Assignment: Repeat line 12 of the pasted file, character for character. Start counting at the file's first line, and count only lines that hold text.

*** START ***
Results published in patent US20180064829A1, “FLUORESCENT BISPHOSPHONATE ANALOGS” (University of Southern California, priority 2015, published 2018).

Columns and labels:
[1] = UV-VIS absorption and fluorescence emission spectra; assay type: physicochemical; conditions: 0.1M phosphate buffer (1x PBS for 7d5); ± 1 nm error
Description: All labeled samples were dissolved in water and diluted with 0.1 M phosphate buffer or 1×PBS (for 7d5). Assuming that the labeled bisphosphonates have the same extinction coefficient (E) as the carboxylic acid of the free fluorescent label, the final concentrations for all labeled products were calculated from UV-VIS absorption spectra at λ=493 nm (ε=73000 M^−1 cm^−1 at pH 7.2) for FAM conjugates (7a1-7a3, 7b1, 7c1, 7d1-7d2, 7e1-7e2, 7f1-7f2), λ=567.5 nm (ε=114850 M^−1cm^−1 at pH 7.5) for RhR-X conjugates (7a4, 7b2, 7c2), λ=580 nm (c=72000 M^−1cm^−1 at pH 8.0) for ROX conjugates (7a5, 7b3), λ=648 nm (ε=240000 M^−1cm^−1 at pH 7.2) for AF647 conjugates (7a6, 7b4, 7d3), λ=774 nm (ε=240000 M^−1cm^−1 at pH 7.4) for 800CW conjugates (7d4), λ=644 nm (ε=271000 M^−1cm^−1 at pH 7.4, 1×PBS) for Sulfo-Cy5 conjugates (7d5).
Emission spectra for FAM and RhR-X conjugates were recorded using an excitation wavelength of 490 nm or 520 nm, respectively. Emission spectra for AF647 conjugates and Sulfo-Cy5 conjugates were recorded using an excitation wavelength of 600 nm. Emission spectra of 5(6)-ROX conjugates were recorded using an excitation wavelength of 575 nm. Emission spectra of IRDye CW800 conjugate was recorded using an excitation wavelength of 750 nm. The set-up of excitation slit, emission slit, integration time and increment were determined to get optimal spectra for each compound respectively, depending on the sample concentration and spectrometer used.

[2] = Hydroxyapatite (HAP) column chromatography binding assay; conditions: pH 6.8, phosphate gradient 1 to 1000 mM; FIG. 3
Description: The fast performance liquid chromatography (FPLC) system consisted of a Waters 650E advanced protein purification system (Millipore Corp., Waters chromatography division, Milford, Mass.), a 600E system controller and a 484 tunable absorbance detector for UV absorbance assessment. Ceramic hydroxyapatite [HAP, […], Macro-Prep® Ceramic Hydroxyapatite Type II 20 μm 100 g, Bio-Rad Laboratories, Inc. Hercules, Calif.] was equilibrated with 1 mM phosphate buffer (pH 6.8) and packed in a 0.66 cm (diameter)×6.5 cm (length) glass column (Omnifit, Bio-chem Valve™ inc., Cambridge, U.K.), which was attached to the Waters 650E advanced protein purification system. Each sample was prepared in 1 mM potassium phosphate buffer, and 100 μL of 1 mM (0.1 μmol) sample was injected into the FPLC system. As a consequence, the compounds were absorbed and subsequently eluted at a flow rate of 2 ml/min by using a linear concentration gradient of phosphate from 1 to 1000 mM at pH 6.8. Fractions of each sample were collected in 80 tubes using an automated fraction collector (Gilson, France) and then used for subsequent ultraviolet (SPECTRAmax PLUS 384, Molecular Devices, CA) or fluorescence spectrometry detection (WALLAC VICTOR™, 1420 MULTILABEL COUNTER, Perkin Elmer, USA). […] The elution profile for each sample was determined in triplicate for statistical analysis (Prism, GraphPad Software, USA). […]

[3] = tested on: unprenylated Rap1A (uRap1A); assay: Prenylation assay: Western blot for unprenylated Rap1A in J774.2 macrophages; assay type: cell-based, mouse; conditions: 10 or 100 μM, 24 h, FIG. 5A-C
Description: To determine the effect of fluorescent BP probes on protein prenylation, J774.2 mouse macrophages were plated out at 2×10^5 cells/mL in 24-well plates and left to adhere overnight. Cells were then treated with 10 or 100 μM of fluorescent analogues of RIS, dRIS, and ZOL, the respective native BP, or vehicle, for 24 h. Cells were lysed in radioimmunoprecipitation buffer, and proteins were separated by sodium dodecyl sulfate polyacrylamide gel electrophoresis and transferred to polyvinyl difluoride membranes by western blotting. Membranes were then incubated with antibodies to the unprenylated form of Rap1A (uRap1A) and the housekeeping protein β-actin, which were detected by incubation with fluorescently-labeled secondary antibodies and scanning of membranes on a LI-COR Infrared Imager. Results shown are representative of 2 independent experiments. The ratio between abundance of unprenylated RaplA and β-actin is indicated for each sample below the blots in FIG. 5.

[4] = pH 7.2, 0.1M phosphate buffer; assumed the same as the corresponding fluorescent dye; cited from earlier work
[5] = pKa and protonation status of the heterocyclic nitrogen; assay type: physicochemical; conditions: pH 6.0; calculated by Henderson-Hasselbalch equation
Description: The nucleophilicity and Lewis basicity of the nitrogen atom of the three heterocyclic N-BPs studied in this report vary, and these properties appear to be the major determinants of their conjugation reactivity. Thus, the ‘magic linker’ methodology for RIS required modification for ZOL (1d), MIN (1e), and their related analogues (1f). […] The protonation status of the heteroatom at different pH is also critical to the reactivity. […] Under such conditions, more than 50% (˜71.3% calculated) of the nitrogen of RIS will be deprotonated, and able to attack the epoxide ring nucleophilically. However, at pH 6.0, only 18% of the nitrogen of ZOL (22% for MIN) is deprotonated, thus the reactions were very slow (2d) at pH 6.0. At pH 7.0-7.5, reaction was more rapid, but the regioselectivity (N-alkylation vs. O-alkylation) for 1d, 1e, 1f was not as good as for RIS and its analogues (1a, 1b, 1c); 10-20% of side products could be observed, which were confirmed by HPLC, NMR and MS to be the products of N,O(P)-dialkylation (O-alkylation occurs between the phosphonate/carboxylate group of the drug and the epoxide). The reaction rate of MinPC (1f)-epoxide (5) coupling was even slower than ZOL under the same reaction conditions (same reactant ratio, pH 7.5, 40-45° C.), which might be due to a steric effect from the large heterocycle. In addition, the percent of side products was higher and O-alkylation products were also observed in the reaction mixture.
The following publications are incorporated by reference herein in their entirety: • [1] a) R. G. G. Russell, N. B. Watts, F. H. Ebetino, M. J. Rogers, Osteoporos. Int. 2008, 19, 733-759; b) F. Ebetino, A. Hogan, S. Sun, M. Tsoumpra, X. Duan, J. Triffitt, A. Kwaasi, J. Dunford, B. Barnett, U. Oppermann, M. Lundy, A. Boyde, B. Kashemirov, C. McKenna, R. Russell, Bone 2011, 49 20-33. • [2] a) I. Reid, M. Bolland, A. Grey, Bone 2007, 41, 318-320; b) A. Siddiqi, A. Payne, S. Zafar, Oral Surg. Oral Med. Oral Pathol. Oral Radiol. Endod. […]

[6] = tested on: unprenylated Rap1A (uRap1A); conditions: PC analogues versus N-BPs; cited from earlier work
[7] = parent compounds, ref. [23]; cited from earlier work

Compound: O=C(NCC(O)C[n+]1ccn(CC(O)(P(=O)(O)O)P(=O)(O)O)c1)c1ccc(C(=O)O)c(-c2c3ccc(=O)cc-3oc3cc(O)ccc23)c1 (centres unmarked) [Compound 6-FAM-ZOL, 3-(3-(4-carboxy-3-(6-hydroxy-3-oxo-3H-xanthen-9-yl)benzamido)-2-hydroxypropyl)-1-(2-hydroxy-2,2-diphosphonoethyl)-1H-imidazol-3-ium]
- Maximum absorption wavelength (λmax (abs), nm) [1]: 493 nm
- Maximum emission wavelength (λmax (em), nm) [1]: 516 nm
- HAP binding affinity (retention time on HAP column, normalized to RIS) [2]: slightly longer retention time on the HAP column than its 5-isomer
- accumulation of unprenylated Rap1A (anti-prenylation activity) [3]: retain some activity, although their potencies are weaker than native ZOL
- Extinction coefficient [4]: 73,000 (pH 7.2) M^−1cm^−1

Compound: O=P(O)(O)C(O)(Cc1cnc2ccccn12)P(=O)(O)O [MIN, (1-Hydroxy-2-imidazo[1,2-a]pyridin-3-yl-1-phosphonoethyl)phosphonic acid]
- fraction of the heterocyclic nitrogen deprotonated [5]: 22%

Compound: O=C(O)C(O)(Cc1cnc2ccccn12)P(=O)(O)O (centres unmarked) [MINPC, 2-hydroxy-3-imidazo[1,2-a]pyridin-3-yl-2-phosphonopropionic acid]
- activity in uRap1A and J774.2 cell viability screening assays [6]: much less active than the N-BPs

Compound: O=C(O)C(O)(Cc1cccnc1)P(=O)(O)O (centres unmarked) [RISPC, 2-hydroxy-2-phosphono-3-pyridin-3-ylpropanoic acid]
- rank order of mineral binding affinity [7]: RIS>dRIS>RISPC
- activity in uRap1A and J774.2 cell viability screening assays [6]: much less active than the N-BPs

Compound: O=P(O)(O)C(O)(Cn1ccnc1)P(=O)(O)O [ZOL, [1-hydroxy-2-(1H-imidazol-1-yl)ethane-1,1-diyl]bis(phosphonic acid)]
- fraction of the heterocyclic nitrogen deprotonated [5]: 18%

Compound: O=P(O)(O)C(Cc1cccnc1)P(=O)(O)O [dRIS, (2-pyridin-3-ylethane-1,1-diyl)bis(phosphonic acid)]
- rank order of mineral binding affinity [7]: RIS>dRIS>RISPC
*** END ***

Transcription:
Description: The nucleophilicity and Lewis basicity of the nitrogen atom of the three heterocyclic N-BPs studied in this report vary, and these properties appear to be the major determinants of their conjugation reactivity. Thus, the ‘magic linker’ methodology for RIS required modification for ZOL (1d), MIN (1e), and their related analogues (1f). […] The protonation status of the heteroatom at different pH is also critical to the reactivity. […] Under such conditions, more than 50% (˜71.3% calculated) of the nitrogen of RIS will be deprotonated, and able to attack the epoxide ring nucleophilically. However, at pH 6.0, only 18% of the nitrogen of ZOL (22% for MIN) is deprotonated, thus the reactions were very slow (2d) at pH 6.0. At pH 7.0-7.5, reaction was more rapid, but the regioselectivity (N-alkylation vs. O-alkylation) for 1d, 1e, 1f was not as good as for RIS and its analogues (1a, 1b, 1c); 10-20% of side products could be observed, which were confirmed by HPLC, NMR and MS to be the products of N,O(P)-dialkylation (O-alkylation occurs between the phosphonate/carboxylate group of the drug and the epoxide). The reaction rate of MinPC (1f)-epoxide (5) coupling was even slower than ZOL under the same reaction conditions (same reactant ratio, pH 7.5, 40-45° C.), which might be due to a steric effect from the large heterocycle. In addition, the percent of side products was higher and O-alkylation products were also observed in the reaction mixture.